I’ve actually had someone tell me this recently. They used one of my previous posts about anxiety as a way to figuratively spit in my face. “Get over it.” Seriously – one of the few things that piss me off the most are these three simple yet totally hurtful words.
Yes, they are hurtful and come from a very naïve state of mind. If you have ever thought those words, please – I beg of you please never tell them to a friend or relative who deals with mental health challenges.For someone dealing w/ #mentalhealth, there aren't always physical signs Click To Tweet
Why is it naïve to say this?
Mental health issues like depression, PTSD, bipolar, or anxiety each deal with it in different ways. What is the same for one isn’t the same for all. The mind works in interesting ways. Yes, we all have similar symptoms, but how we handle them isn’t the same.
Would you say just get over it to someone going through Cancer, Lupus, or ALS? No – because those are physical states that happen to a person’s body. Telling them just to “get over it” won’t help them at all. They need medical care, dietary changes, and a complete network of support.
Travis for one doesn’t always know when I’m going through a panic attack because most of the time they are symptomless. Most of the time I don’t even know that I’m going through them until it’s almost over.
Only on the really bad attacks does he notice. I’m constantly fidgeting – a nervous tick that I picked up during my days with self-infliction. I’m crying or sometimes I’m simply staring off into space. My eye contact is anywhere but at the person. Or the worse is when I’m in flight mode and I want to leave.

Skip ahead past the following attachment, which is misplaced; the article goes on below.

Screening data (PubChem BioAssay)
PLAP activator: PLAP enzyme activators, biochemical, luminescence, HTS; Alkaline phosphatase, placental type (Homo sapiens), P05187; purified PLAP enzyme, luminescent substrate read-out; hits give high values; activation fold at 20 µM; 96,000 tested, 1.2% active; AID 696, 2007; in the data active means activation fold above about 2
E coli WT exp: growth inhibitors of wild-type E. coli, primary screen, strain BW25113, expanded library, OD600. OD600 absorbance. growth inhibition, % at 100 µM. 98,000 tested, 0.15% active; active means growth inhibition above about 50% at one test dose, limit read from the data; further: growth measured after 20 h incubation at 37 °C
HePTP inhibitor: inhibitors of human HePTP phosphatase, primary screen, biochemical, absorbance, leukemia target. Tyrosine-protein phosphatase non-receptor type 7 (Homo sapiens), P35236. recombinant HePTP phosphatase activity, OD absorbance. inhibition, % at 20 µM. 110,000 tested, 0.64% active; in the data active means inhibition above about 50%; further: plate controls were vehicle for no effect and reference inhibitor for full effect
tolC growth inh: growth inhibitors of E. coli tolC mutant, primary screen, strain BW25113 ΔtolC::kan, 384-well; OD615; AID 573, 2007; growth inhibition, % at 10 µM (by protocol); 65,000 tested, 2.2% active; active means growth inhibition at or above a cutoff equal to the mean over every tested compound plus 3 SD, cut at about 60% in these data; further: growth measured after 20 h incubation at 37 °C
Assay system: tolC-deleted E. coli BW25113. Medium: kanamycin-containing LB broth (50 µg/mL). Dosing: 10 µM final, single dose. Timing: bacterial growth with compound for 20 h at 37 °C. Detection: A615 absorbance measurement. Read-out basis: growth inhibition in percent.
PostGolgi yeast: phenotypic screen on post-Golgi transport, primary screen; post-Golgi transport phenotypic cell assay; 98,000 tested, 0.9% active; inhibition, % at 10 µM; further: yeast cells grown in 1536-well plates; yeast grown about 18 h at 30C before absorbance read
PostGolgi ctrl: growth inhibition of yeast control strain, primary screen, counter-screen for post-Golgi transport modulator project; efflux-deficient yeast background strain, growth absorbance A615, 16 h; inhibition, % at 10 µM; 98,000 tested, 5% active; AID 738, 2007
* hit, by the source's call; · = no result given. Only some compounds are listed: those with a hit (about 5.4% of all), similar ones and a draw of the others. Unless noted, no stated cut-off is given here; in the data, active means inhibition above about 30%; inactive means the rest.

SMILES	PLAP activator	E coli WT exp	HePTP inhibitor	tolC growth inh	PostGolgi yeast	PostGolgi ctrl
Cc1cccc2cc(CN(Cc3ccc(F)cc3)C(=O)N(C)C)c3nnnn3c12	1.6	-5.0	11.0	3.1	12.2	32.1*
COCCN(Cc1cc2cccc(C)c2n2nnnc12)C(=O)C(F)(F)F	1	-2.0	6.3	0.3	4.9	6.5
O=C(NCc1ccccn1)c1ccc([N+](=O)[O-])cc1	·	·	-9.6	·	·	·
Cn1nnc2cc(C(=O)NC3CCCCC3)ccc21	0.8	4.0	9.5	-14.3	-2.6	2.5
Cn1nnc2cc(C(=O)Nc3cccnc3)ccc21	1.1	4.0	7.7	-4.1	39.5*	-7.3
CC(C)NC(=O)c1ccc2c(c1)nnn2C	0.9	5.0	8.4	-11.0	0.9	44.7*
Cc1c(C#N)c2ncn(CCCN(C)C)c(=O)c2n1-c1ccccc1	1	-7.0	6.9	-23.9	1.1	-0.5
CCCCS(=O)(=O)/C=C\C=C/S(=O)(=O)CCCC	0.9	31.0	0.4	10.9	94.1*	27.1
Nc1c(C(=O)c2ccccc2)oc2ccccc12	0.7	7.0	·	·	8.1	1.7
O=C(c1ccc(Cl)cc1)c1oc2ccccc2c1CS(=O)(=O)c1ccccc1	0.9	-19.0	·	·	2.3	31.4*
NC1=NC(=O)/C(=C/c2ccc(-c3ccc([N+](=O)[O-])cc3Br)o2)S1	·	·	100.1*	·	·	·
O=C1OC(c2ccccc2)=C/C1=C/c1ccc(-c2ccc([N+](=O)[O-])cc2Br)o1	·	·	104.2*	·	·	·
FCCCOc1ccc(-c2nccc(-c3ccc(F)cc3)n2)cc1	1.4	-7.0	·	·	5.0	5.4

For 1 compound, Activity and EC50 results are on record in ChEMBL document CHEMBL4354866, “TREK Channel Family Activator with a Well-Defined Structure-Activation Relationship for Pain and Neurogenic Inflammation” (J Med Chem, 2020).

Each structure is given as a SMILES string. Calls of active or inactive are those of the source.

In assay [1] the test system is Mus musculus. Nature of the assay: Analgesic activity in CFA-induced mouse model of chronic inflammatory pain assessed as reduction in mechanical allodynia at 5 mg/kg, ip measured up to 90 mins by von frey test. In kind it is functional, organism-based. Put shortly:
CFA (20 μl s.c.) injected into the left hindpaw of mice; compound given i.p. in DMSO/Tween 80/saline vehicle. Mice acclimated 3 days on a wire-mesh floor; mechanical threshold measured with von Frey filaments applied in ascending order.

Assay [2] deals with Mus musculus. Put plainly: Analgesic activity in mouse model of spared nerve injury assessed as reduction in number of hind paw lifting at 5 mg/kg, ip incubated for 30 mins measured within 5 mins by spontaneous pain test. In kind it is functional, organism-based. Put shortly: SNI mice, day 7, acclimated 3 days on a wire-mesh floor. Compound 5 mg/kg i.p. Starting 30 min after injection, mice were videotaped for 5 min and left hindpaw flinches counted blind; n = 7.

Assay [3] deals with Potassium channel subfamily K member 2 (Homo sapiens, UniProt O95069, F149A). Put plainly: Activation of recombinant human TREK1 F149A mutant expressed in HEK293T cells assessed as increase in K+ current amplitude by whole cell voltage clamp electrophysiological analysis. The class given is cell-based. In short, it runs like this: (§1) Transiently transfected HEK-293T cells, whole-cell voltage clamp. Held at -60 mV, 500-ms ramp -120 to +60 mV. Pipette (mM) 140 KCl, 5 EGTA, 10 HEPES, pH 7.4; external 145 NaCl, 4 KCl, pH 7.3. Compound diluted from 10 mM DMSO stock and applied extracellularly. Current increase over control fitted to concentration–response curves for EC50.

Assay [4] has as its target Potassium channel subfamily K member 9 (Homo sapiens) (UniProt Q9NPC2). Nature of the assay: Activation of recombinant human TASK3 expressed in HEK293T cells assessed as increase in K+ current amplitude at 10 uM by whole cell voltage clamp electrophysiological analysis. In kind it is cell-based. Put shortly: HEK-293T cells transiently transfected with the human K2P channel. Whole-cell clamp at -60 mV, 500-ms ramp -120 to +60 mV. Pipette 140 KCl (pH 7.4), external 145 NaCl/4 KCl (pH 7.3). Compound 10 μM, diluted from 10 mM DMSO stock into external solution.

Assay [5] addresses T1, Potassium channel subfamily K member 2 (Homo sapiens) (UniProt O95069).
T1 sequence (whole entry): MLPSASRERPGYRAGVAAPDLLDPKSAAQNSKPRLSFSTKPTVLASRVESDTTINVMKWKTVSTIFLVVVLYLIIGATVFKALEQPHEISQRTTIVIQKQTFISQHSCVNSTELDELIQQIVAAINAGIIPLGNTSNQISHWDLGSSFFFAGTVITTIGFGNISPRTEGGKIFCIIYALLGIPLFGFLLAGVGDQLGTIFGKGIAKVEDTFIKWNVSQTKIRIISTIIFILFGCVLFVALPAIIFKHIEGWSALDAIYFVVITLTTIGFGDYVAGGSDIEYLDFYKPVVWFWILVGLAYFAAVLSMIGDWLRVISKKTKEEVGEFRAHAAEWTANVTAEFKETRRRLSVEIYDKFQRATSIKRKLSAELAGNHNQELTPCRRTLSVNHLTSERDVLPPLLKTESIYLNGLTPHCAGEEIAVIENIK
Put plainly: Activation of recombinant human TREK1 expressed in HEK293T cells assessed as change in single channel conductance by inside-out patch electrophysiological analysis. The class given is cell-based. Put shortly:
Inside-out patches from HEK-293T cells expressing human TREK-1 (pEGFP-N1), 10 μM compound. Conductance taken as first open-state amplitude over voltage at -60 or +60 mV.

My whole body is on edge and every muscle is itching to move towards the nearest exit. Sometimes pacing is needed so just to expel the extra energy and adrenaline that my heart is pumping at that moment.
It shows that you don’t understand me nor do you want to. I’ve heard so many people say that what happened to me has happened a long time ago – get over it…
Just because you – yourself can handle, process and get rid of something doesn’t mean that I have to or even can for that matter. Last time I checked I was a different person.
Granted most people who say these types of things don’t deal with a mental disorder. They don’t know what the weight of depression feels like. They simply get sad and then become “happy or normal” again.
They don’t know the frantic mind racing around as they deal with anxiety. They have a moment of anxious but it passes. It doesn’t consume their every thought at night. It doesn’t keep them lying awake every single night or feel like their heart might beat right out of their chest.
To really know is to actually have a mental illness
As much as I would love for other people to understand me – they only can fully fathom it when they have it. And I wouldn’t wish that on anyone.
I wouldn’t wish the countless nights crying myself. To have to wish away the pain of depression looming over every good day… or even the complete numbness that one can feel with it.
I couldn’t wish this on anyone else…
So, when you tell me to “just get over it” – how about you don’t.
How about you offer me your ear to listen to when I need it. Have a hand out to hold onto me when I’m about to cry. Or even accept the fact that I’ve canceled plans again because my anxiety is overwhelming.You can't tell someone dealing w/ #mentalillness to just get over it already. Here's why... Click To Tweet